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Disability Support process becoming more localised

Thames/Coromandel DSL team

Meet the Thames/Coromandel DSL team of needs assessors / service coordinators: (left to right) Kristin Dacre, Jelte Drijfhout, Marilyn Vilicich, and Amy Harrison. (Photo credit: Hauraki Herald/Fairfax Media Ltd)

A move to local assessors/coordinators will put more emphasis on local knowledge and local decisions when people with long-term health conditions are assessed and linked to support services.

Disability Support Link (DSL) manager Graham Guy describes the move as “local presence, local decisions” and says it is about providing a one-stop shop for clients by people who know the local area where the person lives.

DSL is the Waikato DHB service that provides needs assessment for people with disabilities, long-term conditions and older people unable to care for themselves at home without support. Once the needs are assessed, DSL identifies suitable local support services, arranges them, and also reviews if the arrangement is working. This is part of national NASC (Needs Assessment and Service Coordination) funding provided by the Ministry of Health to all district health boards.

Until recently, the needs assessment part of DSL work was contracted by Waikato DHB to independent assessors, and the assessment was then reviewed by a DSL service coordinator based in Hamilton.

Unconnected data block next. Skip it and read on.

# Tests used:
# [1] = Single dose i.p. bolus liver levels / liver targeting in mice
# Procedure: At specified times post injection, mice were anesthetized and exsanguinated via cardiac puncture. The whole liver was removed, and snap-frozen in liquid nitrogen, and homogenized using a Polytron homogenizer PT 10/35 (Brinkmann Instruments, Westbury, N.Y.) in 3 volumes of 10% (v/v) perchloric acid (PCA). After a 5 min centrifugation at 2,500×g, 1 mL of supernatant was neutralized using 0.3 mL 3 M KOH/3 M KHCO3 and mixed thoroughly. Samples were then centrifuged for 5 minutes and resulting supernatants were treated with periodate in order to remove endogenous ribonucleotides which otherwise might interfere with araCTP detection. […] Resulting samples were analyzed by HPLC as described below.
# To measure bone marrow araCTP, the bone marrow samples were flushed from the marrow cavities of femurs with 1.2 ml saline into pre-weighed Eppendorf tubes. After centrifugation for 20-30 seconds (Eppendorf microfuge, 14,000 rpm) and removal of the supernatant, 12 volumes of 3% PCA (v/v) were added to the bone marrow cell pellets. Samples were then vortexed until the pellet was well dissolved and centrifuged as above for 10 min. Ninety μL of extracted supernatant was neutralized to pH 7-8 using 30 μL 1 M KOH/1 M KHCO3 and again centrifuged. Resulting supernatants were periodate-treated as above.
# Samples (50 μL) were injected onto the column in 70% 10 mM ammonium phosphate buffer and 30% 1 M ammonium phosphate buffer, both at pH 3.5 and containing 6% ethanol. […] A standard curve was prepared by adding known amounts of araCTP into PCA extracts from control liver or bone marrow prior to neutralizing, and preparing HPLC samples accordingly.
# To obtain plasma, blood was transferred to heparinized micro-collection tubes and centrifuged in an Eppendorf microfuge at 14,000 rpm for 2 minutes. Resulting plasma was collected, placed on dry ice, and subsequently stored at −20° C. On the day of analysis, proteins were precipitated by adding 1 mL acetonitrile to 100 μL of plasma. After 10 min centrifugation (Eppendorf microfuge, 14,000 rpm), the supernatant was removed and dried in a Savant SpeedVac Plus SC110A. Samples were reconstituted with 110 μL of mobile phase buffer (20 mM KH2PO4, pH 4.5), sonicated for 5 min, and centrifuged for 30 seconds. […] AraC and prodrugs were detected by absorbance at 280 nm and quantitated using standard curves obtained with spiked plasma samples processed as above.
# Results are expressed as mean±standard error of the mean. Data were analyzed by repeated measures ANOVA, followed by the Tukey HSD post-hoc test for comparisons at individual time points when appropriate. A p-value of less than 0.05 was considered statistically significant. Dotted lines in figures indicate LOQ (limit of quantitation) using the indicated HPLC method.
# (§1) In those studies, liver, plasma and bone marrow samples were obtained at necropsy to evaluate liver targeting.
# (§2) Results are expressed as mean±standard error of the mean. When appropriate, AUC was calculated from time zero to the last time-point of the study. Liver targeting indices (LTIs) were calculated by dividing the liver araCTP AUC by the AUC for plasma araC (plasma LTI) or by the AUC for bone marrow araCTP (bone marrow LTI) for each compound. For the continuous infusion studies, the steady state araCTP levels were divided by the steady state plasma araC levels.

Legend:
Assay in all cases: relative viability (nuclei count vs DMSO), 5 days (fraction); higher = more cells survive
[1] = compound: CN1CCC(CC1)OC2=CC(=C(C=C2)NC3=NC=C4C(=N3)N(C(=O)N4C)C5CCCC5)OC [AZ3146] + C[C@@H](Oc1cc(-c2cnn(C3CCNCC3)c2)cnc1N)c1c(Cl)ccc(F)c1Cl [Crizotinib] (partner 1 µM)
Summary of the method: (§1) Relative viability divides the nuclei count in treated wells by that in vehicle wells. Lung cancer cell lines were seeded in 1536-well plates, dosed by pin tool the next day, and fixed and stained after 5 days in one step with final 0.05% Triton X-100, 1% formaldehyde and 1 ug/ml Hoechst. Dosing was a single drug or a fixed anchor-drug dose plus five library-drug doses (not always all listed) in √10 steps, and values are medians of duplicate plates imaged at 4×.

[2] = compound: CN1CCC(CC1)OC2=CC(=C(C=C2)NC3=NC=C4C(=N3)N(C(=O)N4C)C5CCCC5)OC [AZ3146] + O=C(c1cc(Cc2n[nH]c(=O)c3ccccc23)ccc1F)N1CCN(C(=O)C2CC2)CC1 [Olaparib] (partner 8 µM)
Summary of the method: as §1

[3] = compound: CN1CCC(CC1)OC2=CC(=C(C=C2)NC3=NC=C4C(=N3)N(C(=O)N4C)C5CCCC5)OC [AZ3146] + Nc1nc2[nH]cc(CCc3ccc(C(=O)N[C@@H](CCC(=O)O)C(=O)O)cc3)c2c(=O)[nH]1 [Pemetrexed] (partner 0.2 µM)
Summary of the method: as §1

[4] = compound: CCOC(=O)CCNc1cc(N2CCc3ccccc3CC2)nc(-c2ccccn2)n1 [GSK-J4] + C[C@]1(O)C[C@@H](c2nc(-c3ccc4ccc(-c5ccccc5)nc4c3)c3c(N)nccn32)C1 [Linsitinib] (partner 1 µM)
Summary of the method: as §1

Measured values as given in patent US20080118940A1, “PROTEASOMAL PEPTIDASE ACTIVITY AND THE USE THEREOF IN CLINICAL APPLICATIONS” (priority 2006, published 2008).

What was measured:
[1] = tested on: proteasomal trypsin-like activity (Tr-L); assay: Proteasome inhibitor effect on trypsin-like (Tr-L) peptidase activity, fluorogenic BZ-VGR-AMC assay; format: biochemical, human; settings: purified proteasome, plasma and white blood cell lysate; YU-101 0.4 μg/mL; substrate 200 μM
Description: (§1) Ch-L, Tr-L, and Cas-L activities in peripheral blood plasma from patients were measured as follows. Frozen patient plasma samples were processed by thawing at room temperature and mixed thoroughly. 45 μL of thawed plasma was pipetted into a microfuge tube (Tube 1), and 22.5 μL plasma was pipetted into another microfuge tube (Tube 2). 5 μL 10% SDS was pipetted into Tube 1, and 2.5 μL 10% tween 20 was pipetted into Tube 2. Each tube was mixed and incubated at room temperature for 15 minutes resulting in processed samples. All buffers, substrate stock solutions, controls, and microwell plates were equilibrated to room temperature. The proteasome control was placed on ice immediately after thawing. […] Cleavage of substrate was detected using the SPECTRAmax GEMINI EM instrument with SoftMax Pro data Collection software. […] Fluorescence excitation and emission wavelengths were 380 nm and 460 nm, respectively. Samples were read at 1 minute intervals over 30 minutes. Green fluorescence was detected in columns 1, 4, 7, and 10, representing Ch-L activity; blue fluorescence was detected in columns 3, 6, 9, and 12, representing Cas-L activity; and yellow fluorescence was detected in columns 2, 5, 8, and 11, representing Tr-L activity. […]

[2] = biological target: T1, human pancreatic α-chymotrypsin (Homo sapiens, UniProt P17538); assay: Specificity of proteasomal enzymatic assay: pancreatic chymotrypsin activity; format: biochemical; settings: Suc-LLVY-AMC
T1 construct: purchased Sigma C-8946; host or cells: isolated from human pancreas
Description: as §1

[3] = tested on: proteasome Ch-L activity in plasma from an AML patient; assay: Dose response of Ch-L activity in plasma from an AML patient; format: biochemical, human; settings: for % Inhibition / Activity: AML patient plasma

After looking at best practice and reviewing activity in other district health boards, DSL is now moving to a model that combines the assessment and the arranging of support, all at a local level and done by DSL team members.

“Developing local area coordinators will make us more efficient and make better use of local knowledge and expertise of in-house staff, which means a less fragmented approach for users,” Graham Guy says.

In Thames the change to “local presence, local decisions” has meant increasing from one-and-a-half to four locally based DSL staff who do all the assessments and reviews for over 65 year old DSL clients in the Thames/Coromandel area.

For team member Amy Harrison, the change has been a physical one too. She was an office-based coordinator in Hamilton but moved with her family to the Coromandel to take up the position as DSL assessor/coordinator based in Whitianga , and now looks after all DSL clients in that area and the top half of the Coromandel.

Graham Guy says it will take 12 to 18 months to fully move to the new model, evaluate how well it works, and decide the next steps. “For a while there will be a mix of contracted assessors in some areas, and in-house local assessors in others.”

Efficiency is a key goal, as the waiting list for assessments has become unacceptably long in recent years. Already that is starting to improve with a 30 per cent reduction in the list over the last three months.

“Staff have done twice as many assessments currently compared to the same time last year. It is a credit to them,” Graham Guy says.

In total eight new staff have been recruited to DSL areas bases covering Thames/Coromandel, Taumarunui/Te Kuiti/Otorohanga, Cambridge and north Hamilton, with others in Matamata/Morrinsville and Te Awamutu.

“We recognised that our ratio of clients to staff was too high and we have definitely improved that, but there may still be further improvement needed in future. Ideally we want the service to be more proactive for our clients.”

The Maori Needs Assessment Process currently used by Waikato DHB is being retained.

 

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